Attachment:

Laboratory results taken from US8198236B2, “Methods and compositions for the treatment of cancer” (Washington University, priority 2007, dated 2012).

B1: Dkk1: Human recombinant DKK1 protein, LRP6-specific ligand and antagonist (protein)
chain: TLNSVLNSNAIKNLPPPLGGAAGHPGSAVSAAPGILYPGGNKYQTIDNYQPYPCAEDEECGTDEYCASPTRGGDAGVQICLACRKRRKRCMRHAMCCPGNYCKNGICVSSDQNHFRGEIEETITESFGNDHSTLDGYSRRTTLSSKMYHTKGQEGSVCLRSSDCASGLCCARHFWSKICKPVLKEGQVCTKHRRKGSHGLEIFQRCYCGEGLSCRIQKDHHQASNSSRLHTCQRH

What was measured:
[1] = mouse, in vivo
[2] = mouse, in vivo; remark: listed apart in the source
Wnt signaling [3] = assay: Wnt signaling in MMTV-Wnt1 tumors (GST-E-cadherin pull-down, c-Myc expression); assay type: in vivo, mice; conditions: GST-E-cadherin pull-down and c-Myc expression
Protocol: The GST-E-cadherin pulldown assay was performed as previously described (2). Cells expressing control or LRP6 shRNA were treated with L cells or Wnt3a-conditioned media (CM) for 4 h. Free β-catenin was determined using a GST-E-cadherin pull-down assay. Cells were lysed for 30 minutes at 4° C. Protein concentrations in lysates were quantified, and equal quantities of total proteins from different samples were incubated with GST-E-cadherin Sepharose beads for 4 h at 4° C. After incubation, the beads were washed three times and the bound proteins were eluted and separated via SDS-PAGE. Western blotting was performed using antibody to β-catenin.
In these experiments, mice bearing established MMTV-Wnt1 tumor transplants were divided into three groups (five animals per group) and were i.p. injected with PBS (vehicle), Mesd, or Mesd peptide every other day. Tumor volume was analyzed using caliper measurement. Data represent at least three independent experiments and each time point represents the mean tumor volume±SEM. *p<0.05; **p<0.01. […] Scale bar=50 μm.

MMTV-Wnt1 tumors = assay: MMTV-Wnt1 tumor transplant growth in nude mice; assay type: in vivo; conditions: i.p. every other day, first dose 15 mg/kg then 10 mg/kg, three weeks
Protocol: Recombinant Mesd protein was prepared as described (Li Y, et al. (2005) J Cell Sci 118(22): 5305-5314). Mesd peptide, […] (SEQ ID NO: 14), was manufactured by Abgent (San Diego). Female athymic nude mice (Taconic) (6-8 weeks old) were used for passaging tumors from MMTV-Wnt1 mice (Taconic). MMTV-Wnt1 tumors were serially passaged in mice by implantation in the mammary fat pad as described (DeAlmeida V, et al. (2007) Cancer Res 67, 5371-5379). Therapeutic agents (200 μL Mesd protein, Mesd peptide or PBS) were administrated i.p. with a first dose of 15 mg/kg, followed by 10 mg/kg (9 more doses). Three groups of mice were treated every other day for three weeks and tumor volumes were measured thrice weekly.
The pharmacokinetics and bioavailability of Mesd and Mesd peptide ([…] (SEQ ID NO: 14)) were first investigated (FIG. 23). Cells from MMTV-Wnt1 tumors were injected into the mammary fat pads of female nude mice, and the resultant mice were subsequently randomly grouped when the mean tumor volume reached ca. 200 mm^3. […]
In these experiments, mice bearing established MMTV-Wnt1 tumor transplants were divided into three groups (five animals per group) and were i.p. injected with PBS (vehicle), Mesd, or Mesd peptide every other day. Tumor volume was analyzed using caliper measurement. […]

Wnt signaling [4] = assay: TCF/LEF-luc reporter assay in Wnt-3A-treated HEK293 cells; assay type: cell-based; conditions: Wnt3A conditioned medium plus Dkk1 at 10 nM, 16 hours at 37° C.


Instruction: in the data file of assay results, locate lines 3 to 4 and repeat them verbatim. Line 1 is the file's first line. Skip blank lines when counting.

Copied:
chain: TLNSVLNSNAIKNLPPPLGGAAGHPGSAVSAAPGILYPGGNKYQTIDNYQPYPCAEDEECGTDEYCASPTRGGDAGVQICLACRKRRKRCMRHAMCCPGNYCKNGICVSSDQNHFRGEIEETITESFGNDHSTLDGYSRRTTLSSKMYHTKGQEGSVCLRSSDCASGLCCARHFWSKICKPVLKEGQVCTKHRRKGSHGLEIFQRCYCGEGLSCRIQKDHHQASNSSRLHTCQRH

What was measured: